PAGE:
Burke–Fisher error repair

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Burke–Fisher error repair is a technique used in compilers of computer programming languages to enhance error feedback to the programmer.

When a compiler encounters an error when parsing a computer program it may be the first error of many. Hence it is better for the compiler to continue parsing, and output all errors it finds, rather than report one error and halt.

Burke-Fisher repair attempts to continue parsing by 'backing up' to 'k' parse tokens before the error point, and attempting to substitute all possible tokens into all positions from that point to the point where the error was detected. This procedure is adopted because the point at which an error is detected may not be the point of the actual input error. For instance, the string 'Look up below' might be detected as invalid when 'below' is encountered, but the true error might be that 'up' has been written where 'down' was intended.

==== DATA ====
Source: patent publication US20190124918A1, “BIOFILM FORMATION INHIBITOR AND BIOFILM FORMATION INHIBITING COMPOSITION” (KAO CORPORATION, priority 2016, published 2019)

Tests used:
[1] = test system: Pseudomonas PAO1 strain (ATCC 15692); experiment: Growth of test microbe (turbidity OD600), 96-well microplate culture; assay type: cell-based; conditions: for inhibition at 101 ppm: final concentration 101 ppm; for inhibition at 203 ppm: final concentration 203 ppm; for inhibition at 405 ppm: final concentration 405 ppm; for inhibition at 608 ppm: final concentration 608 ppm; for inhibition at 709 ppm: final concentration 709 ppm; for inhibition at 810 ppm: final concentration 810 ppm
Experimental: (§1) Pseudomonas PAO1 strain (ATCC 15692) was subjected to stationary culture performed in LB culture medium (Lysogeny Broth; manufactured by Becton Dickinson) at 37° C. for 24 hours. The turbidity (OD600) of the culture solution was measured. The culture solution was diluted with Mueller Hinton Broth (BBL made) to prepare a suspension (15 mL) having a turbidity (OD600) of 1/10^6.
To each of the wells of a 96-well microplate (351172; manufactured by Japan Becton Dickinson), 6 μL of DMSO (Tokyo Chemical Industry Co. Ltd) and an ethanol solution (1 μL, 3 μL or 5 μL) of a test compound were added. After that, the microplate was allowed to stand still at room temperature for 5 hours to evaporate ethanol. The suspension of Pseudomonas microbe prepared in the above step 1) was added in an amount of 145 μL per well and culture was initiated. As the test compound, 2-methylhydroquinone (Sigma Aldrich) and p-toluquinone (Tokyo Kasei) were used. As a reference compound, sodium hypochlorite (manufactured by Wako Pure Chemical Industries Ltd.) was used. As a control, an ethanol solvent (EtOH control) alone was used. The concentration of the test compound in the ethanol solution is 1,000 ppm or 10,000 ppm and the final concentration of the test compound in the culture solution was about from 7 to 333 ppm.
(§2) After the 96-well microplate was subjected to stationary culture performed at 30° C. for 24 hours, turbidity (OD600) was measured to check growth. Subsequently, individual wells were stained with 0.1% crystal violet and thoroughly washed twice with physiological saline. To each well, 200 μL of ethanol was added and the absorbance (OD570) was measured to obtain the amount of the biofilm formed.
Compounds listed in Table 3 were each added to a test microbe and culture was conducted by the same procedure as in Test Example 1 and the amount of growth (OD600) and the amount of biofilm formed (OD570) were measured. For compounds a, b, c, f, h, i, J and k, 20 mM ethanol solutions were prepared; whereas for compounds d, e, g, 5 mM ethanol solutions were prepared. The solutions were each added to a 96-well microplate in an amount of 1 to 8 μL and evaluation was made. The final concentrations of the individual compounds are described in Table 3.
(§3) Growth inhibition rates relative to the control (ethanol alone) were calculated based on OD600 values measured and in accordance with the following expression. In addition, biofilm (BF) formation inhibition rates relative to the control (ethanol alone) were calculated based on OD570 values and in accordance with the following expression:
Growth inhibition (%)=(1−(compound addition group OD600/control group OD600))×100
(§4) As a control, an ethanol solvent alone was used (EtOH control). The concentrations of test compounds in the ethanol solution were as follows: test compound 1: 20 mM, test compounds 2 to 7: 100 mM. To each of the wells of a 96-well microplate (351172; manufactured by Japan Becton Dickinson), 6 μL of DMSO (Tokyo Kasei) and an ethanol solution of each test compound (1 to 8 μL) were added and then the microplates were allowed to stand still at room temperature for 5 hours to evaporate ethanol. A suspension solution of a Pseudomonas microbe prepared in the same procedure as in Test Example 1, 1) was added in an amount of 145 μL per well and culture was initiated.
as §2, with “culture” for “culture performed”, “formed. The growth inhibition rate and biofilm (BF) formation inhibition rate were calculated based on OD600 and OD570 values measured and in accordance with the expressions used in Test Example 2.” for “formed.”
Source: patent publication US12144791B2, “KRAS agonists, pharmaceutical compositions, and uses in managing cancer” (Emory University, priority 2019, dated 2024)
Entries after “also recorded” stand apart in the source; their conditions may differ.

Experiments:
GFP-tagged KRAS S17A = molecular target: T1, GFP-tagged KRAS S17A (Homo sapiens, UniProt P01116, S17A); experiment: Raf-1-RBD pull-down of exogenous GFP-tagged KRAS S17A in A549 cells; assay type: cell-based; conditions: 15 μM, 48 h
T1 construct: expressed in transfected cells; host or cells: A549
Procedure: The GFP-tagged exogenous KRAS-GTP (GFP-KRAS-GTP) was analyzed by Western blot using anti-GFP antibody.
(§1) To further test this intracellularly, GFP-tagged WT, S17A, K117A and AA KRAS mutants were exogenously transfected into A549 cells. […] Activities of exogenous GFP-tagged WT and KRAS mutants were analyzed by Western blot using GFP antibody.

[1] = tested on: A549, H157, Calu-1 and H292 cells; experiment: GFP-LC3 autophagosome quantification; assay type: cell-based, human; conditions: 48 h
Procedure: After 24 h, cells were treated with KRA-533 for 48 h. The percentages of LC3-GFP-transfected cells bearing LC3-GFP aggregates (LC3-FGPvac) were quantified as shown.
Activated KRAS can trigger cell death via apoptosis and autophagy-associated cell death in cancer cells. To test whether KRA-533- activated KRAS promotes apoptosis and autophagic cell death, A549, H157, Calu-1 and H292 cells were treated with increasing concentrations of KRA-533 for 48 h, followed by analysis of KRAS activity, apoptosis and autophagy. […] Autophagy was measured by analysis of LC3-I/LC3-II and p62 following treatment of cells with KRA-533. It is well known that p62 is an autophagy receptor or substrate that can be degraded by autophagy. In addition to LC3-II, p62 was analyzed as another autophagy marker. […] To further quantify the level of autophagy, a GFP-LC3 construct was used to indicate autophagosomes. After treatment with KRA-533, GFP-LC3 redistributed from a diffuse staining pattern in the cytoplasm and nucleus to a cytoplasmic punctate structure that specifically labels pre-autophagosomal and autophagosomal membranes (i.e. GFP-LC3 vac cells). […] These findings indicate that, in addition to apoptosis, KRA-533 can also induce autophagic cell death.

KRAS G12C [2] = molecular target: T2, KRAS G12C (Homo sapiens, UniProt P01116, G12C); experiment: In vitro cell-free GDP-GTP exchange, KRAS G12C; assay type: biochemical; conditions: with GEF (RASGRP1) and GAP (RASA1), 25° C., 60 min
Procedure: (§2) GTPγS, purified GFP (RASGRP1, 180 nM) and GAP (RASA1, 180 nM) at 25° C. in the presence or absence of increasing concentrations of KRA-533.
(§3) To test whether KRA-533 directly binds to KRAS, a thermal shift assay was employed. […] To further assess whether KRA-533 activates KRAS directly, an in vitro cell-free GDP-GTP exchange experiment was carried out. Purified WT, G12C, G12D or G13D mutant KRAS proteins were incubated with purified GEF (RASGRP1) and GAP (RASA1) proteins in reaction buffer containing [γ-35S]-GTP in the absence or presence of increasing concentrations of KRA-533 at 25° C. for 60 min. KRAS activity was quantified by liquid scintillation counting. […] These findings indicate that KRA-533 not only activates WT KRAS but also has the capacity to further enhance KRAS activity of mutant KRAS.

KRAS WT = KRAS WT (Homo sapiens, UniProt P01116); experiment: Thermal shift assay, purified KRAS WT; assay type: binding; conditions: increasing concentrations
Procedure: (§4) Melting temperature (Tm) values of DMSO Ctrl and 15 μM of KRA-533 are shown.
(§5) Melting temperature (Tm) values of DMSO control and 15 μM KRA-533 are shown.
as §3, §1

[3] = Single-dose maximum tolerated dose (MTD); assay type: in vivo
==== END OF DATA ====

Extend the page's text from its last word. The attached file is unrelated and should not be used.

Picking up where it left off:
So, if 'k' is set to '4' and an error is encountered 100 tokens into the program, the compiler will attempt to substitute all possible strings of tokens between points 96 and 100 tokens into the program. If it finds some combination that parses without error and allows it to continue it will do so, reporting other errors as it goes. Usually the compiler will not produce an compiled program even if it manages to parse the entire input text after 'fixing' an error, as the newly 'fixed' program may not be what the programmer intended.